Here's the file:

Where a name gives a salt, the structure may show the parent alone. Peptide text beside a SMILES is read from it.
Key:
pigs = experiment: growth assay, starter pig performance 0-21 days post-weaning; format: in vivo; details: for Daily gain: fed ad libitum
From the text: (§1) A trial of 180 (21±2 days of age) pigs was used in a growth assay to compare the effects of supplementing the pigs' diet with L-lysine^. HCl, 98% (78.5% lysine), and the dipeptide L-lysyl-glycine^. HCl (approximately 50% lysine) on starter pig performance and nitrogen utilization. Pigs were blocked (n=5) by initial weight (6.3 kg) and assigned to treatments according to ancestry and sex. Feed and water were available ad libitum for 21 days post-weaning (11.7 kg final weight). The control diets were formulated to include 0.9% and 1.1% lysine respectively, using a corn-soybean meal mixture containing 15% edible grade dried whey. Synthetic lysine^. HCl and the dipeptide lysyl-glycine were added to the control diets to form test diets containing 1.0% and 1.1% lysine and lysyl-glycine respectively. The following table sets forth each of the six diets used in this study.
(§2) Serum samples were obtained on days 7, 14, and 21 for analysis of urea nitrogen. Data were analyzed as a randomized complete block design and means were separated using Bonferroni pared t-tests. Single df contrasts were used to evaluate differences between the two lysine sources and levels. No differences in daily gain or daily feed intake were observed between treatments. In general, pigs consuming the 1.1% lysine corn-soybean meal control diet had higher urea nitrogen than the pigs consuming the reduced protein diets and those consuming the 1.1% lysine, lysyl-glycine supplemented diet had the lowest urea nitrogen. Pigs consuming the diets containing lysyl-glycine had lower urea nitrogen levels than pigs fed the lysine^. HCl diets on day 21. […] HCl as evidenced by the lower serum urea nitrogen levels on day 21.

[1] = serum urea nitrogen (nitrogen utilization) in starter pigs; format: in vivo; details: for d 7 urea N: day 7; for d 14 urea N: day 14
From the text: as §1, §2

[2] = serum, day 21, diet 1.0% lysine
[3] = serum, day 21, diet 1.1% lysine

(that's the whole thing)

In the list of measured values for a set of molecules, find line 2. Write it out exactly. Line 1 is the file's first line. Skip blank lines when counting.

Key: